The scientist and artist Titian Peale's journal has been published in a magnificently illustrated volume edited by Jessie Poesch, while the officer George Colvocoresses and the sailors Joseph Clark and Charles Erskine each published accounts during their lifetimes. Just a year after the return of the Expedition, the surgeon James Palmer published a narrative poem titled Thulia: A Tale of the Antarctic about the exploits of the schooner Flying Fish that also includes a prose account of the cruise.

Anyone interested in braving the massive amount of unpublished material connected with the Expedition should consult Daniel C. Haskell's indispensable The United States Exploring Expedition, 1838-1842 and Its Publications 1844-1874 published by The New York Public Library in 1942. Most of the existing officers' logs, letters, and courts-martial records are at the National Archives in Washington, D.C., although the Library of Congress and the Smithsonian Institution also have much Ex. Ex. material. The twenty-three officer journals at the National Archives are available on microfilm as Records Relating to the United States Exploring Expedition Under the Command of Lt. Charles Wilkes, 1836-1842 (Microcopy 75), Rolls 7-25. A good number of the officers retrieved their journals at some point after the Expedition; as a result, many of the journals are now scattered among various repositories; these journals are also available on microfilm. The courts-martial records related to the Expedition are available on microfilm from the National Archives, Microcopy 75, Rolls 26 and 27.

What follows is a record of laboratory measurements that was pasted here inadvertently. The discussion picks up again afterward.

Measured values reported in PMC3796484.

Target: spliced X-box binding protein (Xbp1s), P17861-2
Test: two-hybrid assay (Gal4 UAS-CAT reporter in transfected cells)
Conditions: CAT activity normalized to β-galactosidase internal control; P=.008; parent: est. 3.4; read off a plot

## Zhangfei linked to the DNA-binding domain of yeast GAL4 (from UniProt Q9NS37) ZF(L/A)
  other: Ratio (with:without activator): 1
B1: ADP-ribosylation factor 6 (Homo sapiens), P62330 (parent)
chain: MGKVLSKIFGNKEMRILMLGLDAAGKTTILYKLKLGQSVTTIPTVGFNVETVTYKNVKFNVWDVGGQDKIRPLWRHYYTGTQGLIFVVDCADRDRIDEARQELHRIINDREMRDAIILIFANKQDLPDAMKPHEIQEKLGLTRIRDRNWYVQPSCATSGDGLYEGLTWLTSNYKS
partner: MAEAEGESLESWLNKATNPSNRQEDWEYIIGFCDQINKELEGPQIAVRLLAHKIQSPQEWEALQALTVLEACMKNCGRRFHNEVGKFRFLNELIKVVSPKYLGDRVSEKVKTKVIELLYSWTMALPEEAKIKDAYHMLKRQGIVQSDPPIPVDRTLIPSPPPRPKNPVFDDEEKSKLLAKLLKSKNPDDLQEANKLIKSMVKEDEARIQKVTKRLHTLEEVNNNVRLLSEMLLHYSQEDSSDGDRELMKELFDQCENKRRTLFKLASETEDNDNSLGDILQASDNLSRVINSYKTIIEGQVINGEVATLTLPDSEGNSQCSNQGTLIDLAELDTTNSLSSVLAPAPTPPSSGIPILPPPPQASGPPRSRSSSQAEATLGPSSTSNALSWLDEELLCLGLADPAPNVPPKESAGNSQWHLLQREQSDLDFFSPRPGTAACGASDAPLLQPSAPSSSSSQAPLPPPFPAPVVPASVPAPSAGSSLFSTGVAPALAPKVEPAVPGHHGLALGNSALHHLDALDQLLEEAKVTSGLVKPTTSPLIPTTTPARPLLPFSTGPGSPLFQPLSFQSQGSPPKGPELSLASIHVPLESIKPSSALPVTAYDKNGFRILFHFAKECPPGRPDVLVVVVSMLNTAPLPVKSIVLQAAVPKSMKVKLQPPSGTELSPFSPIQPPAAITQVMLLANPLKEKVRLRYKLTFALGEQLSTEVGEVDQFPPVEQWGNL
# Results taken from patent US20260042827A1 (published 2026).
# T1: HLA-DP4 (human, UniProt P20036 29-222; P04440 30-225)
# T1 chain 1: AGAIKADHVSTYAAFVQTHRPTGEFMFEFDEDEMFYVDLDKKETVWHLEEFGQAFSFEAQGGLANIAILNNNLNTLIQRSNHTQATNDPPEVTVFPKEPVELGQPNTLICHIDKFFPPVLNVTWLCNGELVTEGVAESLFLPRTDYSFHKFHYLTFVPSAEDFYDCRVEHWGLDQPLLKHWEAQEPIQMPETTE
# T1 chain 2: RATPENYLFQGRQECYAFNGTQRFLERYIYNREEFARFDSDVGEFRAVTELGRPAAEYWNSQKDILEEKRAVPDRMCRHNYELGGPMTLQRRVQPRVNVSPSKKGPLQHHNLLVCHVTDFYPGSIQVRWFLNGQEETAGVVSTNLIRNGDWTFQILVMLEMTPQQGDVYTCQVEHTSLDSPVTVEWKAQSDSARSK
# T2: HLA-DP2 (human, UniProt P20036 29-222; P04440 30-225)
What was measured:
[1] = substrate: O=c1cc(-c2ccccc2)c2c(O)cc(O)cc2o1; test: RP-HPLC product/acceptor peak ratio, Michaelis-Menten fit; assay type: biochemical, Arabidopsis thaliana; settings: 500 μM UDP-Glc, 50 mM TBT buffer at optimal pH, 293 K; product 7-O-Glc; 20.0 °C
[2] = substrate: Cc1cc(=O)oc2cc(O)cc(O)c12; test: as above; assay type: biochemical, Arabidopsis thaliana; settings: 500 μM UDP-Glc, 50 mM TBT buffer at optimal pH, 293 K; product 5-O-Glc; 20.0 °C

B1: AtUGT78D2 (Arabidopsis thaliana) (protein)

In 1978 an important cache of Wilkes material was donated to Duke University. Used here for the first time in a book-length examination of the Ex. Ex., the Wilkes Family Papers at Duke contain dozens of letters Wilkes wrote to his wife Jane during the Expedition, as well as letters from Jane, their children, Wilkes's brother Henry, his brother-in-law James Renwick, and others. Other important collections of Wilkes papers are at the Kansas State Historical Society, the Library of Congress, and the Wisconsin Historical Society.